Films of FASnI3 were prepared on indium tin oxide (ITO) covered glass substrates by spin coating. The sample preparation is described in the methods section. The obtained FASnI3 is confirmed by X-ray crystallographic data analysis (Supplementary Fig. 1). Optical absorption spectra measured at room temperature (293 K) till 24 K, and PL excitation spectra at 293 K are reported in the Supporting Information (Supplementary Fig. 2, Supplementary Fig. 3 and Supplementary Note I). The absorption onset at 293 K is localized at around 1.43 eV (865 nm)31. Upon cooling down, it monotonically shifts towards lower energy 1.35 eV (916 nm) at 24 K, which is in agreement with the commonly observed anomalous Varshni trend in hybrid lead-based perovskites, with a positive thermal expansion coefficient of the band gap32. Similar to the absorption spectra, the PL peak redshifts from 1.38 eV at 293 K to 1.24 eV at 24 K (Supplementary Fig. 4 and Supplementary Fig. 5). Both the PL and absorption spectra shift almost continuously towards low energy from 293 to 24 K. A slight change in the variation of the optical absorption spectrum which occurs at about 80 K is possibly in relation to a phase transition as is commonly observed in lead-based perovskites32,33,34. Figure 1 shows the normalized PL spectra at 293 and 24 K under various excitation densities. The PL intensity at 293 and 24 K as a function of the pump power density are summarized in Figs. 1c, f, respectively. In general, the integrated PL intensity (I) is proportional to Pk, where P is the power of the exciting laser radiation. The PL intensity at room temperature increases linearly with excitation power up to about 2 μJcm−2, suggesting that the quantum yield in this range is constant (QY ≈ 6%). Two mechanisms are usually proposed to explain the linear dependence on the excitation intensity of the PL. The first is the radiative excitonic recombination. However, this possibility is readily exempted at room temperature, because excitonic features are not observed in the absorption spectrum, suggesting a very small exciton binding energy for this material35. A second more suitable explanation is attributed to the recombination of photogenerated electrons with the hole density due to the unintentional doping in FASnI331 (Supplementary Fig. 6 and Supplementary Note II). However, when the excitation density is further increased (above 2 μJcm−2), the slope of power-dependent PL intensity becomes sublinear, which is in contrast to what has been observed for lead-based perovskite that exhibits superlinear dependence on the injected carrier density36. We attribute the slope variation at high excitation power in Sn-based perovskites to Auger losses (vide infra).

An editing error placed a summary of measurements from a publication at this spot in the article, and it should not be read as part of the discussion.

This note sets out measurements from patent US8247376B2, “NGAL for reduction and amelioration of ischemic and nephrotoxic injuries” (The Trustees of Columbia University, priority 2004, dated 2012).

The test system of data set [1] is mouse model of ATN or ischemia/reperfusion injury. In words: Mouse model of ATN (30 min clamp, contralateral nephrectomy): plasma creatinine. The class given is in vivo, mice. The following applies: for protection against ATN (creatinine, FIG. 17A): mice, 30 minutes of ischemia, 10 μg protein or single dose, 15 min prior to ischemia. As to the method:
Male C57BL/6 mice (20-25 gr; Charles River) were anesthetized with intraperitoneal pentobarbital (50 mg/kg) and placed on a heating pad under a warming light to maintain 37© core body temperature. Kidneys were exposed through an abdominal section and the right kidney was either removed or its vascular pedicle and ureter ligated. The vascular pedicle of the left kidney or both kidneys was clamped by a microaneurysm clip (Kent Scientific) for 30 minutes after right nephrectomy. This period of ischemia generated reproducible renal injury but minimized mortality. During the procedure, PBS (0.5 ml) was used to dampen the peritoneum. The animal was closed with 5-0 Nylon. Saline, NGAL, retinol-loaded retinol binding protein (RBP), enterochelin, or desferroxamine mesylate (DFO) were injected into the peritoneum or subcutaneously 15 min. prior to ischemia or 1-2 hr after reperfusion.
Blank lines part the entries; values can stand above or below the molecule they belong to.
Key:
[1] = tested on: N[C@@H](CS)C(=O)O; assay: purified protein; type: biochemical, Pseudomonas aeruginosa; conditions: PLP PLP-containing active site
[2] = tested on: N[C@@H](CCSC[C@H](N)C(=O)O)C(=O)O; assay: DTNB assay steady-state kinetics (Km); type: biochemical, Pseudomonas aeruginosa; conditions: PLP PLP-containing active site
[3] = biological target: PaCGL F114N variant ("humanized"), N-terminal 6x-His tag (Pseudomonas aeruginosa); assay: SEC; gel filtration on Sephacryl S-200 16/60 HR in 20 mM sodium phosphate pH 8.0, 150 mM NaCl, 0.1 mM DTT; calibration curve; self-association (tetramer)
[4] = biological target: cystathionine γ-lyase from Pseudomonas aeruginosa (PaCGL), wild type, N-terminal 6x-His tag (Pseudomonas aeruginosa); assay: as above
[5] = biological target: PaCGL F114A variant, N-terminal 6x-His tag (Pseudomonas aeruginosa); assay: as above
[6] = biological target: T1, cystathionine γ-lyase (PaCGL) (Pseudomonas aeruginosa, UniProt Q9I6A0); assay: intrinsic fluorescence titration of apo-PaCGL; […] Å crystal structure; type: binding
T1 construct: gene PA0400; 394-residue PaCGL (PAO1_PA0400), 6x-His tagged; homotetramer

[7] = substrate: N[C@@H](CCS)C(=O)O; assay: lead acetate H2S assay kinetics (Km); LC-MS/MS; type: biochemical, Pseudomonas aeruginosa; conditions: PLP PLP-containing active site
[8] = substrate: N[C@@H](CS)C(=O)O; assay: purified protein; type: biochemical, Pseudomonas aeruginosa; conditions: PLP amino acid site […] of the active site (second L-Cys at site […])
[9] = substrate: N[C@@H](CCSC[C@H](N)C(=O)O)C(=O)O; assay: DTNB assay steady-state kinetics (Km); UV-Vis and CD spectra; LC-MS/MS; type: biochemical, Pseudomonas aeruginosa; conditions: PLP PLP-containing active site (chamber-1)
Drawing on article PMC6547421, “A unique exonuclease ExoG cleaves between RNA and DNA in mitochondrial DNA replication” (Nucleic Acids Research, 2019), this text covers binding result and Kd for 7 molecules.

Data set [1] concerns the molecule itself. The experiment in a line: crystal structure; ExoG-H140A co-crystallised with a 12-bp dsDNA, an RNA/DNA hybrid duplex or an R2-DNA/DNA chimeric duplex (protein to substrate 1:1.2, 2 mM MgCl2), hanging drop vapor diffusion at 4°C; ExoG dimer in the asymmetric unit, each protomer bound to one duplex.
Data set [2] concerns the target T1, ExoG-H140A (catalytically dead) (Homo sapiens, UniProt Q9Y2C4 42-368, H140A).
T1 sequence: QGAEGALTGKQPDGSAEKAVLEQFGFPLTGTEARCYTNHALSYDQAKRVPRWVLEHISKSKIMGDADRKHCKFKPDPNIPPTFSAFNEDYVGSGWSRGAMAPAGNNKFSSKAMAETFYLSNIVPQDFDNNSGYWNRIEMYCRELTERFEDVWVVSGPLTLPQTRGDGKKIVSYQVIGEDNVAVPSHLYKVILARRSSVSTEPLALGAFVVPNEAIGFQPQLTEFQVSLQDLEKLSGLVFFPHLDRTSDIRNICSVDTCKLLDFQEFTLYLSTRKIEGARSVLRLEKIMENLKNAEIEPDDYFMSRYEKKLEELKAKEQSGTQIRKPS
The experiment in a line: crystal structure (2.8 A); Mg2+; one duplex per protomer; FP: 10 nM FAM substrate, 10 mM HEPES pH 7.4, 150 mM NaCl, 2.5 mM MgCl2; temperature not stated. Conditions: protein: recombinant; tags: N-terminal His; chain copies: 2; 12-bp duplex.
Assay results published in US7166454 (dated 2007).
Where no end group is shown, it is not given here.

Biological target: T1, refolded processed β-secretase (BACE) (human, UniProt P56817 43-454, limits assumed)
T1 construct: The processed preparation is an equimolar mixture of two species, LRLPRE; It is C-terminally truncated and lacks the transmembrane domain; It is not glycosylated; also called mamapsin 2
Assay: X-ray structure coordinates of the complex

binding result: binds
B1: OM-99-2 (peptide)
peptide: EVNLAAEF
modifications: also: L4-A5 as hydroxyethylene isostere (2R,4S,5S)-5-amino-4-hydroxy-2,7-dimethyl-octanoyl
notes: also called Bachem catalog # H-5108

Interestingly, a blue shift of the emission is observed as the excitation density increases, both at 293 and 24 K. Figures 1b, e show the 2D pseudo-color plots of the normalized PL spectra. The blue-shifts of the PL peaks are as large as 75 and 150 meV at 293 and 24 K, respectively. To establish the possible origins of the band gap shift, we first consider the origins of band gap shifts in classical semiconductors and relate them to the perovskite semiconductor. The hypothesis related to exciton, such as exciton-exciton interactions or Coulomb screening of the exction, can be readily excluded because there is no evidence for stable excitons in FASnI3. Other two possible origins for FASnI3 are photo-induced band filling and band gap renormalization, i.e., modification of band edge states self-energies by the screening due to photogenerated carriers. This second case can be ruled out because it gives rise to a red shift rather than the observed blue shift. In the first case, the blue shift of the optical band gap is a consequence of the dynamic free carriers filling of the densities of states, as schematically shown in Fig. 2a. Saturation in PL intensity is seen at high carrier densities (Fig. 1c; Supplementary Fig. 7). As a result, it is possible to fill band edge states, with a consequent blue shift of the transition energy and line-width broadening. Figure 2b, c show the peak shift in time-integrated PL spectra as a function of the photoexcitated carrier density. The band filling is further validated by a good fit of the carrier concentration dependent emission peak shift at time = 0 (Supplementary Fig. 8, and Supplementary Note III). From the fitting, we can estimate values for the reduced effective carrier mass of 0.121 m0 at 24 K, and 0.214 m0 at 293 K, where m0 is the mass of the electron in vacuum. These values are in line with the previously reported value of 0.2 m0 in MASnI3 obtained with a combined study of infrared reflectivity and Hall effect measurements.34